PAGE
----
Pleasant View Gardens Transitions Old-School Hoop Houses To One Energy-Efficient Facility
Pleasant View Garden’s new 50,000-square-foot facility in Loudon, N.H., has only been on-line for a little over a month and a half, but the results are proving to be everything the company hoped for and more, says Facilities Manager Russ Elkins.
After overseeing the company’s most recent expansion project to convert a large range of outdated double-poly greenhouses heated with oil to one modernized, energy-efficient glass greenhouse, Elkins says his advice to other growers considering a project like this is to take plenty of time to plan in advance — at least a year.
“Keep on top of your vendors with due dates, timelines and most of all, your expectations for the final result,” he says. “You pay a lot of money to expand, and you want it done right the first time.”
The updated greenhouse interconnects about 150,000 square feet of Pleasant View Gardens’ facilities, which includes its production house and shipping building, and satisfies one of the company’s expansion goals — enhanced labor efficiency. Previously, the staff spent valuable time covering plants when moving them between separated houses to protect them from frigid temperatures, all while putting up the worst Mother Nature could throw at them, especially snow. Now the team moves everything under cover, saving time and reducing potential plant damage.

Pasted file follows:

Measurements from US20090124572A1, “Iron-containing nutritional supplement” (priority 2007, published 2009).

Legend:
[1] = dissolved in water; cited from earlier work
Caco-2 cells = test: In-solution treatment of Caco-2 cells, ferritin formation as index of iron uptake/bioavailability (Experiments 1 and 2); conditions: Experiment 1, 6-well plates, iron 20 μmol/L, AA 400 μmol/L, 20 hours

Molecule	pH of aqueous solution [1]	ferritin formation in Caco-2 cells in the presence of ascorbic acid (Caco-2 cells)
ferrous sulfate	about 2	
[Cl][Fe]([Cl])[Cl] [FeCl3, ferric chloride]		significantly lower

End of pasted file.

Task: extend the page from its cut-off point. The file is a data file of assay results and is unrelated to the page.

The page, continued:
The facility is a gutter-connect Nexus Glass Atrium with an energy-saving, Vyncke biomass boiler that burns wood chips and includes multiple-sensor monitoring and water jacketing cooling for higher efficiency. As part of the biomass system, the installation of a large capacity, 250,000-gallon hot water tank, which supplies water to the greenhouses, acts as a back-up and gives the company more flexibility. Other modern conveniences include natural ventilation, flood floor irrigation with GTI misting booms, curtains, HAF fans and an Argus Titan environmental system.
Pleasant View Gardens’ production space, with the expansion project, now stands at 14 acres indoors at all locations and creates an opportunity for growing new crops, although the primary focus will be on Proven Winners spring finished materials, including hanging baskets, 41/4- inch grande and mixed patio pots. The improved light levels in the new structure will allow the company to finish crops earlier and bring them to market sooner, Elkins says.